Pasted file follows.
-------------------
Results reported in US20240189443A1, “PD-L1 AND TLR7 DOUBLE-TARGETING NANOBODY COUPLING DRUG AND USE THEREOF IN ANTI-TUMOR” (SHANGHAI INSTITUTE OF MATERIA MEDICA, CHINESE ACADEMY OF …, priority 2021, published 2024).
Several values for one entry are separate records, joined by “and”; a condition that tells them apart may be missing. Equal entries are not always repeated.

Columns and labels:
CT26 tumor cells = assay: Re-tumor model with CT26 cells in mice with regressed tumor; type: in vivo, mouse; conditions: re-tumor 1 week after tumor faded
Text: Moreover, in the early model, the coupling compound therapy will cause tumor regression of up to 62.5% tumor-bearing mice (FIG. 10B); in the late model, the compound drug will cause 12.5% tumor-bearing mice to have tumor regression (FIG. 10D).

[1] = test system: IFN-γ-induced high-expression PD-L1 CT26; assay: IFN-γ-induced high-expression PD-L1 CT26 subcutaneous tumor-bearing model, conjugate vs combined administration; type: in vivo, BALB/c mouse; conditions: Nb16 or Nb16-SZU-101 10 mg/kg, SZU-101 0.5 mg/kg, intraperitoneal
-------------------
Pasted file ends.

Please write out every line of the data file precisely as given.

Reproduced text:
Results reported in US20240189443A1, “PD-L1 AND TLR7 DOUBLE-TARGETING NANOBODY COUPLING DRUG AND USE THEREOF IN ANTI-TUMOR” (SHANGHAI INSTITUTE OF MATERIA MEDICA, CHINESE ACADEMY OF …, priority 2021, published 2024).
Several values for one entry are separate records, joined by “and”; a condition that tells them apart may be missing. Equal entries are not always repeated.

Columns and labels:
CT26 tumor cells = assay: Re-tumor model with CT26 cells in mice with regressed tumor; type: in vivo, mouse; conditions: re-tumor 1 week after tumor faded
Text: Moreover, in the early model, the coupling compound therapy will cause tumor regression of up to 62.5% tumor-bearing mice (FIG. 10B); in the late model, the compound drug will cause 12.5% tumor-bearing mice to have tumor regression (FIG. 10D).

[1] = test system: IFN-γ-induced high-expression PD-L1 CT26; assay: IFN-γ-induced high-expression PD-L1 CT26 subcutaneous tumor-bearing model, conjugate vs combined administration; type: in vivo, BALB/c mouse; conditions: Nb16 or Nb16-SZU-101 10 mg/kg, SZU-101 0.5 mg/kg, intraperitoneal